Do you suffer from dry, itchy skin? Learn what causes this condition, how you can soothe it, and ways to give your skin all the moisture and love it needs.

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What Causes Dry, Itchy Skin? Plus, 12 Tips For Soothing It

02/17/20238 min read

If you suffer from dry, itchy skin, it can be exhausting, annoying, and uncomfortable. Nobody wants to live their life constantly scratching away at their skin. You’re probably longing for better, itch-free skin days.

In this article, our experts at Bodewell discuss what causes this common skin problem, what at-home treatments you can use, and what things might aggravate your symptoms.

Table Of Contents

What Causes Dry, Itchy Skin?

Man scratching dry, itchy skin on his arm

Many things can cause dry, itchy skin. It’s important to take a look at these potential root causes before discussing any treatment options. Once you have a better understanding of what might be causing your skin trouble, you can properly care for your skin.

Medical Conditions

It’s worth noting that you may get dry skin if you suffer from certain skin conditions, like eczema or psoriasis. In addition, other illnesses, such as kidney disease and diabetes, can also contribute to dry skin that feels itchy.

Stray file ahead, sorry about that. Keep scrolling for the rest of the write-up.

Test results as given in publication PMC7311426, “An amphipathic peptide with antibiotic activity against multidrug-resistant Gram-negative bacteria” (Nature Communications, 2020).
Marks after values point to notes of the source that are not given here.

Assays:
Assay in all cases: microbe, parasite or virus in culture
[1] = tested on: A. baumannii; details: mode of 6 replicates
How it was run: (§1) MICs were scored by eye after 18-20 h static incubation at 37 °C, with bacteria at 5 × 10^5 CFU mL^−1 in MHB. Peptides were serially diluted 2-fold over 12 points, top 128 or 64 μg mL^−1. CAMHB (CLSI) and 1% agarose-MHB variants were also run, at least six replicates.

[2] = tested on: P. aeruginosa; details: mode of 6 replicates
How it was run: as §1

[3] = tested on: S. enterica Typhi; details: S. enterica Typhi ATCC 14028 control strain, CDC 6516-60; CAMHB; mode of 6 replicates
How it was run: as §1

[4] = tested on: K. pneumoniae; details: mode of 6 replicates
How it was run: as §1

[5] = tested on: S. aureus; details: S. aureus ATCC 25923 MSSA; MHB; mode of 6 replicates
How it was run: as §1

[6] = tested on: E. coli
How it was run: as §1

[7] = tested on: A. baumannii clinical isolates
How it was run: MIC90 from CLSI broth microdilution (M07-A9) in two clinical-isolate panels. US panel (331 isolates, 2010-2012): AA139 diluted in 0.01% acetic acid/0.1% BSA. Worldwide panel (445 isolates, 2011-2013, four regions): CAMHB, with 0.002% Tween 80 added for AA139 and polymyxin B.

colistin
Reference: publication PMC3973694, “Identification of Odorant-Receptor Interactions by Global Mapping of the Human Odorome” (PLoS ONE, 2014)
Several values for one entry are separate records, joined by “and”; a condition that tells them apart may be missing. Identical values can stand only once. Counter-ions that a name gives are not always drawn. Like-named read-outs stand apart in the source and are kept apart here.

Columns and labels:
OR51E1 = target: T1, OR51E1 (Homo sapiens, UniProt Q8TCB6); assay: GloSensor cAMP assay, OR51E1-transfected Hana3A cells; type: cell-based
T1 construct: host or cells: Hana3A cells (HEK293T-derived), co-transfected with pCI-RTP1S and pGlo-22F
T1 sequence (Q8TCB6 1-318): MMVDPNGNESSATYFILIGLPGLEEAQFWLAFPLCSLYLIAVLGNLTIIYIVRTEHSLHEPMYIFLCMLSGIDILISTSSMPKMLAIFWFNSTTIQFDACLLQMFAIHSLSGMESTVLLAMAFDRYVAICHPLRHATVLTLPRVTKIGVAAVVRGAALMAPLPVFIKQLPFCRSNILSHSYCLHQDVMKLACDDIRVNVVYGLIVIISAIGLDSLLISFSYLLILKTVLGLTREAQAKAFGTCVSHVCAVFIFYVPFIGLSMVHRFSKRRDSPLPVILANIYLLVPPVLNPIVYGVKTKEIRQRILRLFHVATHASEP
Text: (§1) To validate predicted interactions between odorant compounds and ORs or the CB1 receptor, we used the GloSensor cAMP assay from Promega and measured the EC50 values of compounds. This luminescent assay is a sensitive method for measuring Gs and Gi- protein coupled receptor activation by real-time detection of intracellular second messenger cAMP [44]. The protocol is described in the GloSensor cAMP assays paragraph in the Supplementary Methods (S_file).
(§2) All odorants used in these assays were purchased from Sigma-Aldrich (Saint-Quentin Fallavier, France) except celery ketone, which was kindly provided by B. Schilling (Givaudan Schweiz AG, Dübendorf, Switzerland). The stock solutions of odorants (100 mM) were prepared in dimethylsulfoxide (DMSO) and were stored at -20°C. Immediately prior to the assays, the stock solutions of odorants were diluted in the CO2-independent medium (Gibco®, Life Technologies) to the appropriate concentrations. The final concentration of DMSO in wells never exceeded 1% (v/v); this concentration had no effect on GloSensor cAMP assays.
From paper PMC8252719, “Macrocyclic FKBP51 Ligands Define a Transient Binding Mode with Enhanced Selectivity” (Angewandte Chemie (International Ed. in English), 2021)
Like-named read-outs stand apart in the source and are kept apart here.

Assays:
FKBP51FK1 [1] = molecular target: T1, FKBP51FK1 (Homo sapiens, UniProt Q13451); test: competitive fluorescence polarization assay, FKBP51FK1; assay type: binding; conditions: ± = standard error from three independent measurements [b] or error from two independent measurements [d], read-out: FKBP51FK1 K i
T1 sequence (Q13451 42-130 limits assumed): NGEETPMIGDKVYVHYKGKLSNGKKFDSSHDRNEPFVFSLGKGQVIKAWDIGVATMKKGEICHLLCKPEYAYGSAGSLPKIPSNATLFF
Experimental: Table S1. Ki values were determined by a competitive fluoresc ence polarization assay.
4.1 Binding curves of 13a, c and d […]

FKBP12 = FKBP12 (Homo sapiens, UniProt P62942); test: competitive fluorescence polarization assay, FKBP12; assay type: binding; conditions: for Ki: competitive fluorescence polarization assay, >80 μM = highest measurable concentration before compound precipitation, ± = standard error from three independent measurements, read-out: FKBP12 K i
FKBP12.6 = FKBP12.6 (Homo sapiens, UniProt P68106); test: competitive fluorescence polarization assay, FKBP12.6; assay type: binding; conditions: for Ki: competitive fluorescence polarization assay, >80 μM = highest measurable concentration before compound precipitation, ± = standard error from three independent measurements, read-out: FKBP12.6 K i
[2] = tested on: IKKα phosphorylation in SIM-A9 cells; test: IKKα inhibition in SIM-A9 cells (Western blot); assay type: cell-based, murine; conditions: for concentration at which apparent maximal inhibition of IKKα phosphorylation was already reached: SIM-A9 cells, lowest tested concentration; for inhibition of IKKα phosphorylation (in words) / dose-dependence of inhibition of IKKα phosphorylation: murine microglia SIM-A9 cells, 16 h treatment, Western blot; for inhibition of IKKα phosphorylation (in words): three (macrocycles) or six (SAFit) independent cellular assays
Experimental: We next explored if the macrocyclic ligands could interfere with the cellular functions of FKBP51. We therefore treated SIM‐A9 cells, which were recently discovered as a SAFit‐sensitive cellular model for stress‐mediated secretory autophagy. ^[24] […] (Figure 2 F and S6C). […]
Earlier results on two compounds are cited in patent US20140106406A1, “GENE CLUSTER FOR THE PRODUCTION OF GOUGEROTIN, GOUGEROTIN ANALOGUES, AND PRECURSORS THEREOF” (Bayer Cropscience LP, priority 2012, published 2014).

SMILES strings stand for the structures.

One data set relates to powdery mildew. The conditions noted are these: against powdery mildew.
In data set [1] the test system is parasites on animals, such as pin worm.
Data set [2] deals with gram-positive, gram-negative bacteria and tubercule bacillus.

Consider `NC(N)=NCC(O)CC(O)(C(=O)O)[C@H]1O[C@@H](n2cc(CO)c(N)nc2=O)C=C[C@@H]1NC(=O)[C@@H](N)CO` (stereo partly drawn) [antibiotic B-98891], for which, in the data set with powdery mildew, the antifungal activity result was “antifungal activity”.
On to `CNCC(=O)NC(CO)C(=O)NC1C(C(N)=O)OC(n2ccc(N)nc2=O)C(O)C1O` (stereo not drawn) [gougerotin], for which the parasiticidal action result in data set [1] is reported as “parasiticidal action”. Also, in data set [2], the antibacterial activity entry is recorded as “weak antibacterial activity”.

Eczema and psoriasis can be treated with many over-the-counter medications, treatments, ointments, or creams (more on this a little later).

However, if you’ve been diagnosed with a more severe health problem, like kidney disease or diabetes, it’s best to seek guidance from a medical professional about the best treatment option.

Mental Health Struggles

The association between your mental health and your skin is astonishing. Many studies have found that stress, depression, anxiety, and other mental health struggles may exacerbate skin conditions, such as eczema, psoriasis, acne, and rosacea.

Psychodermatologists address both your mental health and your skin care needs. So, if you feel like a mind-body connection impacts your skin’s state, it couldn’t hurt to visit one of these specialists for some insight.


Woman wearing a hat on the beach

This one on our list shouldn’t come as a surprise: The climate in which you live can affect your skin.